The Navy has for almost two decades struggled to figure out what kind of platforms should replace the Guided-missile cruiser as the air defence command ship for the carrier strike group, and several efforts have been cancelled or postponed along the way. Furthermore, the Navy modernized 10 cruisers beginning in the 2000s to extend their lives and give them the newest combat capabilities. A second cruiser modernization program that began in 2015 aimed to do the same to seven more.

Now, cruisers in that first group are showing their age, becoming more expensive and difficult to maintain and less reliable to operate as their material condition deteriorates. Those in the second group, five of which are currently in the cruiser modernization program, are also experiencing problems as they require more maintenance work than the Navy anticipated, raising questions about whether the Navy should continue to operate them or decommission them due to their declining state.

The Navy is debating whether to keep them for the sake of having a larger fleet or to discontinue them. In a budget environment where the military services are increasingly looking to “divest to invest,” or rid themselves of legacy gear to free up money for new equipment aimed at a high-end future fight, the cruiser fleet may not see much support in the upcoming budget cycle. Additionally, last year, vice Admiral Bill Galinis, the commander of Naval Sea Systems Command, told that five cruisers are currently in the modernization program, and the three that are furthest along have not gone smoothly.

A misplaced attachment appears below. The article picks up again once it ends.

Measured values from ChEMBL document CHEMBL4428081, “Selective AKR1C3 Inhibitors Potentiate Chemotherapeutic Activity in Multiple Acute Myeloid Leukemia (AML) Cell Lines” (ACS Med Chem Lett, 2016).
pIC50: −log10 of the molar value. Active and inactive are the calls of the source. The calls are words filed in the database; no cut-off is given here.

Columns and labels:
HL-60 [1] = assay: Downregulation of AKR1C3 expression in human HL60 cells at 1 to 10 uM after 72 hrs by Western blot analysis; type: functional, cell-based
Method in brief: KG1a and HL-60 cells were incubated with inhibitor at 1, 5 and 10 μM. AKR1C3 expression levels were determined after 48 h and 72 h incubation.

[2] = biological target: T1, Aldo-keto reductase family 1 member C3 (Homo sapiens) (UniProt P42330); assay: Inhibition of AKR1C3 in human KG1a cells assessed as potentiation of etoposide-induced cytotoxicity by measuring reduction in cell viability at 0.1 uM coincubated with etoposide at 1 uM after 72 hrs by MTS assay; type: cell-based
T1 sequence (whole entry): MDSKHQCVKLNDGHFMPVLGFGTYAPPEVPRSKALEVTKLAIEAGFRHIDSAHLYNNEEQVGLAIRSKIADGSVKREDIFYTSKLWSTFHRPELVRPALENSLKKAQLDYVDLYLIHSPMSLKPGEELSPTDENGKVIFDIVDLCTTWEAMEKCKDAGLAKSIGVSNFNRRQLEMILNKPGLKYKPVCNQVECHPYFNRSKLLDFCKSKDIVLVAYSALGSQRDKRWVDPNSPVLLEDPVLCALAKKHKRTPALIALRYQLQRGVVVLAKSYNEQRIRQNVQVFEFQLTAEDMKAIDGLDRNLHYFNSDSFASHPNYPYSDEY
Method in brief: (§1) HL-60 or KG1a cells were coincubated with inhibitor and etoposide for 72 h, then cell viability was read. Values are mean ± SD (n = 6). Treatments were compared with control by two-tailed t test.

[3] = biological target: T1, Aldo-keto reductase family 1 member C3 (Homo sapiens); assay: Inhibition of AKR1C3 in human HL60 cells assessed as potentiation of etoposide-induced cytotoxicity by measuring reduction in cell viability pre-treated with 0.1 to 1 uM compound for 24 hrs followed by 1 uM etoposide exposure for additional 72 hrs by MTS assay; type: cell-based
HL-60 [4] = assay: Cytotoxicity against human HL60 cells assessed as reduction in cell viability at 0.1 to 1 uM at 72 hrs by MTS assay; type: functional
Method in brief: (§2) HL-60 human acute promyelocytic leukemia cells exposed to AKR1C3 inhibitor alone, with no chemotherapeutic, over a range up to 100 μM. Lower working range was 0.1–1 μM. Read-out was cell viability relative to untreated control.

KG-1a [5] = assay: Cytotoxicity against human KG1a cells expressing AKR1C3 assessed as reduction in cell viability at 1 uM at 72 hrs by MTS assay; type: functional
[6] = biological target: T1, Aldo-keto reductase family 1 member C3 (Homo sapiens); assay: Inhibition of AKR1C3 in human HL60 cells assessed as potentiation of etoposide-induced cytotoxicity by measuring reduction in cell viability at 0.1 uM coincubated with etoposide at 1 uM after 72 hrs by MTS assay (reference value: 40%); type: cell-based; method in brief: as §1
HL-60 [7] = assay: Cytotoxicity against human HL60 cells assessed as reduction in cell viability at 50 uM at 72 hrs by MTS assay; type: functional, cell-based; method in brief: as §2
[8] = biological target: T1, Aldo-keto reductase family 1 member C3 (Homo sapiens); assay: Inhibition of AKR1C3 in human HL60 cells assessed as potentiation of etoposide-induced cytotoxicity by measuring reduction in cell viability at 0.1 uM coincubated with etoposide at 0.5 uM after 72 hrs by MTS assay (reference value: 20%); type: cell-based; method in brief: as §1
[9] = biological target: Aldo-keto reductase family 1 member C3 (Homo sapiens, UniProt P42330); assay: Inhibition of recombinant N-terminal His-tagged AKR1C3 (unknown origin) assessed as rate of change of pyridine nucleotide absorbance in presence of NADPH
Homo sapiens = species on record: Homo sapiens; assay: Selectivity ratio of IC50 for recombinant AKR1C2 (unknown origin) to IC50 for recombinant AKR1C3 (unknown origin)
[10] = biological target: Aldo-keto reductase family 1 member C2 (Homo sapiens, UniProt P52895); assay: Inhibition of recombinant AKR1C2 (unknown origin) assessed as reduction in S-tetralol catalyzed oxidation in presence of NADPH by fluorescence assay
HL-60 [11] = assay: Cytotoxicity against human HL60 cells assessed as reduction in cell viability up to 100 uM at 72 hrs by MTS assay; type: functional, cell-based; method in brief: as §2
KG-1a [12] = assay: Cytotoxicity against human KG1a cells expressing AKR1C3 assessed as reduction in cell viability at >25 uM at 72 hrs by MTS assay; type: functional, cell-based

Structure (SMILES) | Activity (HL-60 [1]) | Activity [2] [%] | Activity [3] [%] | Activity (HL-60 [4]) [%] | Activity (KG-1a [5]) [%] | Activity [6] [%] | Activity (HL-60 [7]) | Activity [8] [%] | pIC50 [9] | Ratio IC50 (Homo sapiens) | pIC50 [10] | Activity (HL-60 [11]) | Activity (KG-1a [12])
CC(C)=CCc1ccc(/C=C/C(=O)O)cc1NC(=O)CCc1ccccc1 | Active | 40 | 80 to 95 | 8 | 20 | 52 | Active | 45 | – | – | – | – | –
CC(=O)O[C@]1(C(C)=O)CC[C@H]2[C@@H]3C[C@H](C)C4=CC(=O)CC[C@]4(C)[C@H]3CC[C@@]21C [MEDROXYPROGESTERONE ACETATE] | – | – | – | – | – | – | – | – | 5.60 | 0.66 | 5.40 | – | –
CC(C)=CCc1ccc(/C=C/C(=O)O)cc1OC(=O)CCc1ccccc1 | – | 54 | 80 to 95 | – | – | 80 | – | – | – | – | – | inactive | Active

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For the recent updates on the cruiser, the cruisers Mobile Bay and Bunker Hill is reached the end of their 35-year service life in 2020 and will be decommissioned. Despite the cruisers' age, some analysts are hesitant to see them retired, particularly as there is no immediate replacement for the 567-foot ship with 122 vertical launch missile tubes and two 5-inch cannons.

For the information, the Navy is placing its 11 newest cruisers into maintenance in order to modernise them and extend their service lives into the late 2030s. However, according to a decommissioning schedule published by Defence News, the fleet's oldest 11 cruisers will be retired by the end of 2026.